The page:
• Communicate and lead with emotion. In May 1940, Britain faced its most trying circumstances of the Second World War. Winston Churchill gave an address to the nation. His words? “I have nothing to offer but blood, sweat, toil and tears.” In a series of stirring speeches over the weeks and months of that difficult summer, he appealed to the emotions of Britons and rallied them using the values and beliefs they held dear as a people. He didn’t sugar-coat the situation and because of that he was able to create an overarching sense of purpose and mission to their struggle. Had he simply listed the balance of forces it might have demoralized the people. Instead he made them truly believe that Britain was a beacon of hope and right for the oppressed peoples of Europe and that they would come to their defence.
  • Reinforce success and build on strengths. In war and in other adversarial endeavours such as sports and politics, victory can only come from relentlessly using one’s strengths against the opponent’s weaknesses. No country ever won a war by focusing on defence. No sports team ever won a championship by focusing on their own weaknesses. No politician ever won office by admitting to his or her weaknesses. We may not like that, but that’s the way the world works. You may think I’m only looking at adversarial situations, but the same principle applies to business and economics. Peter Drucker is widely credited with the concept that managers should build on strengths rather than constantly attempting to correct weaknesses. He believed and taught this over many decades but many managers still focus on the negative side of life rather than the positive side. In economic terms, this is known as comparative advantage and it is the fundamental logic underpinning international commerce and free trade.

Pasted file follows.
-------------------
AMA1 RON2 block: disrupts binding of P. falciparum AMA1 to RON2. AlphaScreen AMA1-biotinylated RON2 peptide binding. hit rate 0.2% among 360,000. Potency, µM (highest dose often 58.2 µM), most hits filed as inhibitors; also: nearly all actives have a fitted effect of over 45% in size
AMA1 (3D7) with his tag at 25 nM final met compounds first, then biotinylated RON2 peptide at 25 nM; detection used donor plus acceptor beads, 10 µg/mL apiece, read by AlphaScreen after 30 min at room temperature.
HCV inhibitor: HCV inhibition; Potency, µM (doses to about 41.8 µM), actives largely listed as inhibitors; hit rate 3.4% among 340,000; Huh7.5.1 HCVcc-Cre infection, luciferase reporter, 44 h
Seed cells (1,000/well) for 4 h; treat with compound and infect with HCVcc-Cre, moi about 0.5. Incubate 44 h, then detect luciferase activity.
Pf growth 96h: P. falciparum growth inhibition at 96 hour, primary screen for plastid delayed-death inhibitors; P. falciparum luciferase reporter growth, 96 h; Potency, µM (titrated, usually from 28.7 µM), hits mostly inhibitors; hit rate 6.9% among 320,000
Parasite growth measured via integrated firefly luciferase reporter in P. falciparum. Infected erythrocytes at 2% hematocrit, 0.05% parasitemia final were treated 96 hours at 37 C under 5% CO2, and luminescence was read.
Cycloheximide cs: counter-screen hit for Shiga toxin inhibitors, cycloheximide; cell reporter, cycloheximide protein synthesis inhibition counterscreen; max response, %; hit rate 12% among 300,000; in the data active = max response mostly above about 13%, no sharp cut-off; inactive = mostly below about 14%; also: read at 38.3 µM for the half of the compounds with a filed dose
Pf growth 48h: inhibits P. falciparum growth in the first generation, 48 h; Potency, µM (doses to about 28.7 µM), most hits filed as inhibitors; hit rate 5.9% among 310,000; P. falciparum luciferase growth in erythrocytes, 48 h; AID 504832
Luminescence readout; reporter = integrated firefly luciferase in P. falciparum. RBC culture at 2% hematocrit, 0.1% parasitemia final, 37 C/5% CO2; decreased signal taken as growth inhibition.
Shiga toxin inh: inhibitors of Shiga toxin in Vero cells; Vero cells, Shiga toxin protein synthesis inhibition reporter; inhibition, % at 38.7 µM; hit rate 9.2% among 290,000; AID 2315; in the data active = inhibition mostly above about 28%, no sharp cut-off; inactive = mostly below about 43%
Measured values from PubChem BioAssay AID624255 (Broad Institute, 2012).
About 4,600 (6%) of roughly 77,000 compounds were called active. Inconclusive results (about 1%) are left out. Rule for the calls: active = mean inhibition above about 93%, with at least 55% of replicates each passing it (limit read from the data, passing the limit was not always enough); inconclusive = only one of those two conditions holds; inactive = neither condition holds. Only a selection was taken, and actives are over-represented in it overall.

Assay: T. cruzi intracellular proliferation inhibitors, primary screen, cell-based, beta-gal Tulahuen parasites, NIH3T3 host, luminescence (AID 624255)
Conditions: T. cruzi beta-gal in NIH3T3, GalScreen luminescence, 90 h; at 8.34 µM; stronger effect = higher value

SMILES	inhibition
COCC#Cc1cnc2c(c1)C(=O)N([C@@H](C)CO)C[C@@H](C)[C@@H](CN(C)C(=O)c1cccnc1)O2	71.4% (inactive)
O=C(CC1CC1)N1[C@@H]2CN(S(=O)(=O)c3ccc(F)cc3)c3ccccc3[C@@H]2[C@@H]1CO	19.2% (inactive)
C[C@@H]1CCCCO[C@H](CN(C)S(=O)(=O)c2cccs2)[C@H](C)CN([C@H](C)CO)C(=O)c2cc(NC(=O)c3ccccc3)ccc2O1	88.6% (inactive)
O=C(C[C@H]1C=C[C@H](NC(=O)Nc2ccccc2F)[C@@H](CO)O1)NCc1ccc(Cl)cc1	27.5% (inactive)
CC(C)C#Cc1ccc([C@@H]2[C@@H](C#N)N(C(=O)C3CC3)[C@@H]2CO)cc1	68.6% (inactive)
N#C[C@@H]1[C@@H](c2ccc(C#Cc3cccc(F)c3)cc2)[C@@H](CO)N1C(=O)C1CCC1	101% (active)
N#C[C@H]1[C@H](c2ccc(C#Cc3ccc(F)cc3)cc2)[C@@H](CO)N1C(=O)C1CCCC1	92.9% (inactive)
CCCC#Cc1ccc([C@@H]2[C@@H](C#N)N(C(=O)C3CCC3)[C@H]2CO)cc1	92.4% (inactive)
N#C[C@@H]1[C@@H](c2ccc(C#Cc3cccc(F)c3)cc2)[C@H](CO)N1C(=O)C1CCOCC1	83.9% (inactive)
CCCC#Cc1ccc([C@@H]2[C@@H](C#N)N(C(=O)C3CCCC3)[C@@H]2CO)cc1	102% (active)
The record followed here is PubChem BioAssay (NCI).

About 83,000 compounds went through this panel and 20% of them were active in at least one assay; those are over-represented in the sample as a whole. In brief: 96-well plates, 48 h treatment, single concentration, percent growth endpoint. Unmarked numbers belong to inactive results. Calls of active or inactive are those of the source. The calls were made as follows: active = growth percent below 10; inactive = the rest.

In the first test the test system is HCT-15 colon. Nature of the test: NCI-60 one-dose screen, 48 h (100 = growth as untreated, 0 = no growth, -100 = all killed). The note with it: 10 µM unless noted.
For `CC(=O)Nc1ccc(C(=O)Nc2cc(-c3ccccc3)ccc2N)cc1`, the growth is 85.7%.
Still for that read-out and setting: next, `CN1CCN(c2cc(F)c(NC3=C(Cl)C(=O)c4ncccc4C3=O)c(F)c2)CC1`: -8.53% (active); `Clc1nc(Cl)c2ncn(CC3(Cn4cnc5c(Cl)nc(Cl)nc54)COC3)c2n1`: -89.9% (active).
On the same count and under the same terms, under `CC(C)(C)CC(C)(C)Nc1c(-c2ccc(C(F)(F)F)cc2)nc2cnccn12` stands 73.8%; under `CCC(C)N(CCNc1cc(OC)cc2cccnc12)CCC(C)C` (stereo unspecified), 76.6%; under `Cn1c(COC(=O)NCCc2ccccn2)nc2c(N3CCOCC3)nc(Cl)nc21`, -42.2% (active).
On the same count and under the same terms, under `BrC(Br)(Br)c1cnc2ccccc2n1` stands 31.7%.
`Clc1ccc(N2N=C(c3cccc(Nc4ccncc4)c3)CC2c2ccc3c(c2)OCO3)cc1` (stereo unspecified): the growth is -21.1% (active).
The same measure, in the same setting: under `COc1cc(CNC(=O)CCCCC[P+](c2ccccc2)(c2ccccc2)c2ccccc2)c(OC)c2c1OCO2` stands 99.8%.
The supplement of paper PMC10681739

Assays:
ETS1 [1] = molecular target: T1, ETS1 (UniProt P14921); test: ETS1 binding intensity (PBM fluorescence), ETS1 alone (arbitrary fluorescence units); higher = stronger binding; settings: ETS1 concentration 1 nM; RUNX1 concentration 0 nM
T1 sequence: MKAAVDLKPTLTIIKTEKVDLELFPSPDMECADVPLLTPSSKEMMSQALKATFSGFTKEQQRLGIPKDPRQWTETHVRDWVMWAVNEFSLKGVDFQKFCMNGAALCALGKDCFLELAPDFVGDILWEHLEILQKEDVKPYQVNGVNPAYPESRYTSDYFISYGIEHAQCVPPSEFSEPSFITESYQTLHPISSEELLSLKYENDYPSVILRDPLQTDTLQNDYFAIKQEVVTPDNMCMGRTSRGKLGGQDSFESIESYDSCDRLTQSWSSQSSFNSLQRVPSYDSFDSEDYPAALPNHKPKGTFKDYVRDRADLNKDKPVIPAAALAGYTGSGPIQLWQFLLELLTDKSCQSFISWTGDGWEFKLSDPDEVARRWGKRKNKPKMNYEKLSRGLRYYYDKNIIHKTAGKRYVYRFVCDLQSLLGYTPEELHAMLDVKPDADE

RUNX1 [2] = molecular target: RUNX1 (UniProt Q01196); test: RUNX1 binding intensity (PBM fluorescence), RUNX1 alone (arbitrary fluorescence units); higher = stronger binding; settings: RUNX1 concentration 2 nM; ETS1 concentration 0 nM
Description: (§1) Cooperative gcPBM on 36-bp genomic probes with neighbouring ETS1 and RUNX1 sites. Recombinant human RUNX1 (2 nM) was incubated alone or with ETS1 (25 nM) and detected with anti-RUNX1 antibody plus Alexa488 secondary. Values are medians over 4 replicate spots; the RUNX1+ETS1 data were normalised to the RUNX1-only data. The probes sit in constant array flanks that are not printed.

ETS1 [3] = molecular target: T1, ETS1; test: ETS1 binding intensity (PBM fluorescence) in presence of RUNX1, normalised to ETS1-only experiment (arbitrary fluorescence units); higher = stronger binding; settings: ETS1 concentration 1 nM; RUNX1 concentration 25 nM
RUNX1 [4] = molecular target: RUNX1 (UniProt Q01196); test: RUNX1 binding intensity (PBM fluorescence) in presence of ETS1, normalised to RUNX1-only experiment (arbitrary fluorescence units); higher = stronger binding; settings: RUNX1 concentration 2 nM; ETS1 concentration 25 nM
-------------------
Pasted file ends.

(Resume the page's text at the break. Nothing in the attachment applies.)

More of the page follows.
As a manager and a leader, the next time you are faced with a difficult situation, make a commitment to apply these principles. Even if you can’t do it well the first time, persistence will pay off. It will allow you to build resilience in yourself and your organization, and it will also contribute to making you a much more inspiring and effective leader.

© 2010 Richard Martin. Reproduction and quotes permitted with proper attribution.